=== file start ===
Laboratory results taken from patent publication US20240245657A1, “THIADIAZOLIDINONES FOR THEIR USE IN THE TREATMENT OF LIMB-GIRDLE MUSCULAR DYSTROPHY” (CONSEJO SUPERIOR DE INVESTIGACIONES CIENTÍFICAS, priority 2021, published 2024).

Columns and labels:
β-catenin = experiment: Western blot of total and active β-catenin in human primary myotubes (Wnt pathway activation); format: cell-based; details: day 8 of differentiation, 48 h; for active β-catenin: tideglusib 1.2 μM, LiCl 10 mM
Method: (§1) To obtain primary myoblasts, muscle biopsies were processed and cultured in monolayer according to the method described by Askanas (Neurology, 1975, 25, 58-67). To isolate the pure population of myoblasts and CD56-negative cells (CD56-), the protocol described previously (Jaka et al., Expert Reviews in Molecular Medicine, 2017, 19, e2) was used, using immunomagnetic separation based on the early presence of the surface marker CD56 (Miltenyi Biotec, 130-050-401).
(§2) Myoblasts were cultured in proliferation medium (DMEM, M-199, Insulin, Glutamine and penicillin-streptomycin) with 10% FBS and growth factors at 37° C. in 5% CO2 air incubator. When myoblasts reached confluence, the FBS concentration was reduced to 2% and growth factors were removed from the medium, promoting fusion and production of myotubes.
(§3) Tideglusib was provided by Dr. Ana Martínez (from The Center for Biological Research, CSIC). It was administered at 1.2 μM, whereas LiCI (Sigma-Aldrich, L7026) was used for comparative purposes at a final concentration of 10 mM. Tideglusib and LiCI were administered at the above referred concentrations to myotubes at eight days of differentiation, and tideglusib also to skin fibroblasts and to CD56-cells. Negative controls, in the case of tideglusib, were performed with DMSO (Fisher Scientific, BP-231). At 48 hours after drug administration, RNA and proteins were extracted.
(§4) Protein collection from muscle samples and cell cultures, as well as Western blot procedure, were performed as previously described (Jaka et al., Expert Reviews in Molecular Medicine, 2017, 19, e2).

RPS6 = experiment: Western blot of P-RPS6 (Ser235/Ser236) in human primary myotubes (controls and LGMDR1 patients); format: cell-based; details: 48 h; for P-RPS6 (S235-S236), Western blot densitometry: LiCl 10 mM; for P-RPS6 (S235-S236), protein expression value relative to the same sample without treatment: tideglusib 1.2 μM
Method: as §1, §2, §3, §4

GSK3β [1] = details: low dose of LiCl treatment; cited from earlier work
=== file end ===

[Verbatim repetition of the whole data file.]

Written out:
Laboratory results taken from patent publication US20240245657A1, “THIADIAZOLIDINONES FOR THEIR USE IN THE TREATMENT OF LIMB-GIRDLE MUSCULAR DYSTROPHY” (CONSEJO SUPERIOR DE INVESTIGACIONES CIENTÍFICAS, priority 2021, published 2024).

Columns and labels:
β-catenin = experiment: Western blot of total and active β-catenin in human primary myotubes (Wnt pathway activation); format: cell-based; details: day 8 of differentiation, 48 h; for active β-catenin: tideglusib 1.2 μM, LiCl 10 mM
Method: (§1) To obtain primary myoblasts, muscle biopsies were processed and cultured in monolayer according to the method described by Askanas (Neurology, 1975, 25, 58-67). To isolate the pure population of myoblasts and CD56-negative cells (CD56-), the protocol described previously (Jaka et al., Expert Reviews in Molecular Medicine, 2017, 19, e2) was used, using immunomagnetic separation based on the early presence of the surface marker CD56 (Miltenyi Biotec, 130-050-401).
(§2) Myoblasts were cultured in proliferation medium (DMEM, M-199, Insulin, Glutamine and penicillin-streptomycin) with 10% FBS and growth factors at 37° C. in 5% CO2 air incubator. When myoblasts reached confluence, the FBS concentration was reduced to 2% and growth factors were removed from the medium, promoting fusion and production of myotubes.
(§3) Tideglusib was provided by Dr. Ana Martínez (from The Center for Biological Research, CSIC). It was administered at 1.2 μM, whereas LiCI (Sigma-Aldrich, L7026) was used for comparative purposes at a final concentration of 10 mM. Tideglusib and LiCI were administered at the above referred concentrations to myotubes at eight days of differentiation, and tideglusib also to skin fibroblasts and to CD56-cells. Negative controls, in the case of tideglusib, were performed with DMSO (Fisher Scientific, BP-231). At 48 hours after drug administration, RNA and proteins were extracted.
(§4) Protein collection from muscle samples and cell cultures, as well as Western blot procedure, were performed as previously described (Jaka et al., Expert Reviews in Molecular Medicine, 2017, 19, e2).

RPS6 = experiment: Western blot of P-RPS6 (Ser235/Ser236) in human primary myotubes (controls and LGMDR1 patients); format: cell-based; details: 48 h; for P-RPS6 (S235-S236), Western blot densitometry: LiCl 10 mM; for P-RPS6 (S235-S236), protein expression value relative to the same sample without treatment: tideglusib 1.2 μM
Method: as §1, §2, §3, §4

GSK3β [1] = details: low dose of LiCl treatment; cited from earlier work